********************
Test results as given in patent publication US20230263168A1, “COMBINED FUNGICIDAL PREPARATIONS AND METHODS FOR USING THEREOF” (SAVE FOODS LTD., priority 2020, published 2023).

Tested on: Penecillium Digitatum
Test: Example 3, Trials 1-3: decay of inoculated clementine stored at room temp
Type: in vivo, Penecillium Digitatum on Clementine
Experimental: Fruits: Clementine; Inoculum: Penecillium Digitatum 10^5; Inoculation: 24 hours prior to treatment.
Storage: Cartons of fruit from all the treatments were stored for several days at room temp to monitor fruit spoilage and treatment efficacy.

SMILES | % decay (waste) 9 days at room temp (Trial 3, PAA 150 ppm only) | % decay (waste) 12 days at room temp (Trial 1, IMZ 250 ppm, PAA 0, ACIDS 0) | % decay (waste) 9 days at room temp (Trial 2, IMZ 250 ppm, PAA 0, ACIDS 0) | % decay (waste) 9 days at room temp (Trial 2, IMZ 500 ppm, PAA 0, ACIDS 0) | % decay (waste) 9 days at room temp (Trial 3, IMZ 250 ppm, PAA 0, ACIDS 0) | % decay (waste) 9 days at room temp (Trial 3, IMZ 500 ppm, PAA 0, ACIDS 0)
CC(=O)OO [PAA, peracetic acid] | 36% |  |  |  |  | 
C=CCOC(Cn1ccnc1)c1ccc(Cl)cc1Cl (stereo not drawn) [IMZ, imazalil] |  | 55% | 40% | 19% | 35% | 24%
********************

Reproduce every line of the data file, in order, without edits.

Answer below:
Test results as given in patent publication US20230263168A1, “COMBINED FUNGICIDAL PREPARATIONS AND METHODS FOR USING THEREOF” (SAVE FOODS LTD., priority 2020, published 2023).

Tested on: Penecillium Digitatum
Test: Example 3, Trials 1-3: decay of inoculated clementine stored at room temp
Type: in vivo, Penecillium Digitatum on Clementine
Experimental: Fruits: Clementine; Inoculum: Penecillium Digitatum 10^5; Inoculation: 24 hours prior to treatment.
Storage: Cartons of fruit from all the treatments were stored for several days at room temp to monitor fruit spoilage and treatment efficacy.

SMILES | % decay (waste) 9 days at room temp (Trial 3, PAA 150 ppm only) | % decay (waste) 12 days at room temp (Trial 1, IMZ 250 ppm, PAA 0, ACIDS 0) | % decay (waste) 9 days at room temp (Trial 2, IMZ 250 ppm, PAA 0, ACIDS 0) | % decay (waste) 9 days at room temp (Trial 2, IMZ 500 ppm, PAA 0, ACIDS 0) | % decay (waste) 9 days at room temp (Trial 3, IMZ 250 ppm, PAA 0, ACIDS 0) | % decay (waste) 9 days at room temp (Trial 3, IMZ 500 ppm, PAA 0, ACIDS 0)
CC(=O)OO [PAA, peracetic acid] | 36% |  |  |  |  | 
C=CCOC(Cn1ccnc1)c1ccc(Cl)cc1Cl (stereo not drawn) [IMZ, imazalil] |  | 55% | 40% | 19% | 35% | 24%